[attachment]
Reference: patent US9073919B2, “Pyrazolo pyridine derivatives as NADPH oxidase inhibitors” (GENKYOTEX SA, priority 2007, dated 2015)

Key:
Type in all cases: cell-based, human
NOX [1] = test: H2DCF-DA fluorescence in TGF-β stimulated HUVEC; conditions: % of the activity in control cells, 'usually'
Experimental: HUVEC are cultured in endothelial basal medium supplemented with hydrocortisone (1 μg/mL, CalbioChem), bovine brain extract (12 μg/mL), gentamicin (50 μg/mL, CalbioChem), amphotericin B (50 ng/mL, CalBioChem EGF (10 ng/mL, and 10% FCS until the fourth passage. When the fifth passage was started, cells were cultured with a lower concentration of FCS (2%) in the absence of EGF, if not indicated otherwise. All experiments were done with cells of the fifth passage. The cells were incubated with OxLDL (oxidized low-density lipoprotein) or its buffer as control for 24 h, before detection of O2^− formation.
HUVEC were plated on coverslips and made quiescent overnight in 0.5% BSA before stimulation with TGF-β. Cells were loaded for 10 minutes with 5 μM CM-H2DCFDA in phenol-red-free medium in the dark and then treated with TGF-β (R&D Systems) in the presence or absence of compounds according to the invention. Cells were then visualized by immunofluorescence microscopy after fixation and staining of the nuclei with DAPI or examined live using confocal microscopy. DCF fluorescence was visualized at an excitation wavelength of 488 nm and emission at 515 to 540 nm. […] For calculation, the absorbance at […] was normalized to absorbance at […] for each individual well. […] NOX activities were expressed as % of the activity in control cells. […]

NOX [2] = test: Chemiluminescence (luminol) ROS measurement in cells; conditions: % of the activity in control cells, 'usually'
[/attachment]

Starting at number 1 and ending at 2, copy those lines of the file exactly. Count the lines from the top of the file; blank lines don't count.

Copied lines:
Reference: patent US9073919B2, “Pyrazolo pyridine derivatives as NADPH oxidase inhibitors” (GENKYOTEX SA, priority 2007, dated 2015)

Key: